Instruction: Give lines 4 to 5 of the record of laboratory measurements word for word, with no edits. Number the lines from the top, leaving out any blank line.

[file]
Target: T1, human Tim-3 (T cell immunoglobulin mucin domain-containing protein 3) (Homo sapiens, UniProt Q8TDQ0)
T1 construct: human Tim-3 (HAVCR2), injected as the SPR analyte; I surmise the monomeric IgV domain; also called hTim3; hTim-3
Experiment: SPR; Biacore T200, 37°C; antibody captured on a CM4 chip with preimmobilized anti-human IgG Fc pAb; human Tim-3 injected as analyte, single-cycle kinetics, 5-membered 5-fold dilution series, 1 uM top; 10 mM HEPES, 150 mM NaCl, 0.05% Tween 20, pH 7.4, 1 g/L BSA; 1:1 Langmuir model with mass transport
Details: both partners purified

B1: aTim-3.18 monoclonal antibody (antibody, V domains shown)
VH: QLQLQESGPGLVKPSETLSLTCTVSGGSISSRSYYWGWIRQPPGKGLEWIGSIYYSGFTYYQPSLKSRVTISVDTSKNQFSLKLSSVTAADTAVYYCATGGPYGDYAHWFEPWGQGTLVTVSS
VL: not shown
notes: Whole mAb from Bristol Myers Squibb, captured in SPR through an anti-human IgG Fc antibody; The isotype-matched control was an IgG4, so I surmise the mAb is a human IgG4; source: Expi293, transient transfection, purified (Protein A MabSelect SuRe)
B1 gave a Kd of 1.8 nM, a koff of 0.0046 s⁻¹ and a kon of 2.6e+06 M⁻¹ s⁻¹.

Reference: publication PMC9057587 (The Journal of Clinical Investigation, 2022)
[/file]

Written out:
Details: both partners purified

B1: aTim-3.18 monoclonal antibody (antibody, V domains shown)